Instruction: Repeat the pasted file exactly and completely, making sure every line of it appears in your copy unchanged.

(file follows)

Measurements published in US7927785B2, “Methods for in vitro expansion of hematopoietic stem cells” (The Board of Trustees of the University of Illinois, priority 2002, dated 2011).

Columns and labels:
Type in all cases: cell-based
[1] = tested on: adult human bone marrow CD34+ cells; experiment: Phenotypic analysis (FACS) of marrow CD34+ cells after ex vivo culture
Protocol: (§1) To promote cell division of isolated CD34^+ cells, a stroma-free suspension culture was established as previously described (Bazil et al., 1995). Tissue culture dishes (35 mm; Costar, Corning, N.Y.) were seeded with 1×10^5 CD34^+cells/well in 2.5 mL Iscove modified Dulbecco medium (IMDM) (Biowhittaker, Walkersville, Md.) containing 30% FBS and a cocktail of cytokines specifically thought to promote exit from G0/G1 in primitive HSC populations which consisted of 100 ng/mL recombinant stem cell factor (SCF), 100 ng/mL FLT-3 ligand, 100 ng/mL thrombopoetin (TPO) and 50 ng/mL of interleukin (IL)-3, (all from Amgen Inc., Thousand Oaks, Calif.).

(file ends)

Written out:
Measurements published in US7927785B2, “Methods for in vitro expansion of hematopoietic stem cells” (The Board of Trustees of the University of Illinois, priority 2002, dated 2011).

Columns and labels:
Type in all cases: cell-based
[1] = tested on: adult human bone marrow CD34+ cells; experiment: Phenotypic analysis (FACS) of marrow CD34+ cells after ex vivo culture
Protocol: (§1) To promote cell division of isolated CD34^+ cells, a stroma-free suspension culture was established as previously described (Bazil et al., 1995). Tissue culture dishes (35 mm; Costar, Corning, N.Y.) were seeded with 1×10^5 CD34^+cells/well in 2.5 mL Iscove modified Dulbecco medium (IMDM) (Biowhittaker, Walkersville, Md.) containing 30% FBS and a cocktail of cytokines specifically thought to promote exit from G0/G1 in primitive HSC populations which consisted of 100 ng/mL recombinant stem cell factor (SCF), 100 ng/mL FLT-3 ligand, 100 ng/mL thrombopoetin (TPO) and 50 ng/mL of interleukin (IL)-3, (all from Amgen Inc., Thousand Oaks, Calif.).